3. After Sadie stumbles upon Loeanneth, she’s drawn to it, returning daily and “no matter which way she headed out on her morning run, she always ended up in the overgrown garden.” (p. 135) What is it about Loeanneth that intrigues Sadie? Why do you think she dives head first into solving the mysteries of the estate?

I think Loeanneth starts out as a refuge from everything going wrong in Sadie’s life and also as an escape from confronting her grandfather about why she’s really visitng. Before she knows anything about the place, she is drawn in by it’s almost magical qualities much like the family that lived there before. After she discovers the mystery of the place it only makes sense that she would use her unwanted time off and detective skills to dive in and distract herself.

4. The main female characters, Sadie, Alice, and Eleanor are all strong women with flaws. Is this the way you saw them? Did their imperfections allow you to identify or sympathize with one more than another? If so, why do you think that was?

I didn’t particularly identify or sympathize with any of the women in particular so I’m curious to see what other people think on this one!

5. What did you think of Eleanor when you first encountered her? Did your feelings about her change? In what ways and why?

At first I didn’t think much about Eleanor when she was first introduced. She didn’t seem like she was going to be a prominent

Questions from Simon and Schuster

November Book Reveal: Kitchens of the Great Midwest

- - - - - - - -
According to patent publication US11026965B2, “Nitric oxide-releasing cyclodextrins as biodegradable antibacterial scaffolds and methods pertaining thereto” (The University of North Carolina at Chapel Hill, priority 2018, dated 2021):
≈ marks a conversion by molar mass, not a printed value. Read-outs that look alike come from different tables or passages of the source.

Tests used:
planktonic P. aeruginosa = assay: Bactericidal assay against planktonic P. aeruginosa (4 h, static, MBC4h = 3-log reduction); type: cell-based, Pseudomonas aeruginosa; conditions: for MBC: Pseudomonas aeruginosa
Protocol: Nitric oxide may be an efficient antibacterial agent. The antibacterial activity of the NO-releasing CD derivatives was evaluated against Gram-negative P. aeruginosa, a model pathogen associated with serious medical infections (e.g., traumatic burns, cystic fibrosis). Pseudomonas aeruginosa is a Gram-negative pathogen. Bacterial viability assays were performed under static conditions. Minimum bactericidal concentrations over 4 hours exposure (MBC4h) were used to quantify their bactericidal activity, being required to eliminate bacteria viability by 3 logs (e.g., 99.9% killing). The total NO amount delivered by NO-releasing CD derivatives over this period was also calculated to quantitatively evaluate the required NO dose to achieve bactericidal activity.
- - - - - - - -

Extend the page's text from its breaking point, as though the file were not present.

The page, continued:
Kitchens of The Great Midwest by  J. Ryan Stradal

Kitchens of the Great Midwest, about a young woman with a once-in-a-generation palate who becomes the iconic chef behind the country’s most coveted dinner reservation, is the summer’s most hotly-anticipated debut and already a New York Times bestseller.

When Lars Thorvald’s wife, Cynthia, falls in love with wine–and a dashing sommelier–he’s left to raise their baby, Eva, on his own. He’s determined to pass on his love of food to his daughter–starting with puréed pork shoulder. As Eva grows, she finds her solace and salvation in the flavors of her native Minnesota. From Scandinavian lutefisk to hydroponic chocolate habaneros, each ingredient represents one part of Eva’s journey as she becomes the star chef behind a legendary and secretive pop-up supper club, culminating in an opulent and emotional feast that’s a testament to her spirit and resilience.

Each chapter in J. Ryan Stradal’s startlingly original debut tells the story of a single dish and character, at once capturing the zeitgeist of the Midwest, the rise of foodie culture, and delving into the ways food creates community and a sense of identity. By turns quirky, hilarious, and vividly sensory, Kitchens of the Great Midwest is an unexpected mother-daughter story about the bittersweet nature of life–its missed opportunities and its joyful surprises. It marks the entry of a brilliant new talent.

Subscribe today to get your November box!!

November Book Reveal: The School of Essential Ingredients

14495262_2076533319239204_4288445087724873587_nThe School of Essential Ingredients by Erica Bauermeister

Once a month, eight students gather in Lillian’s restaurant for a cooking class. Among them is Claire, a young woman coming to terms with her new identity as a mother; Tom, a lawyer whose life has been overturned by loss; Antonia, an Italian kitchen designer adapting to life in America; and Carl and Helen, a long-married couple whose union contains surprises the rest of the class would never suspect…

The students have come to learn the art behind Lillian’s soulful dishes, but it soon becomes clear that each seeks a recipe for something beyond the kitchen. And soon they are transformed by the aromas, flavors, and textures of what they create.

Subscribe today to get your November box!!

Book Club Discussion: You are a Badass

Welcome to the Book Club discussion for You are a Badass, by Jen Sincero. Below is a list of discussion questions to get the conversation started. We are excited to hear your thoughts in the comments section below. We’ve added our thoughts for each question as well. Feel free to answer all the questions, or pick and choose a few questions to discuss!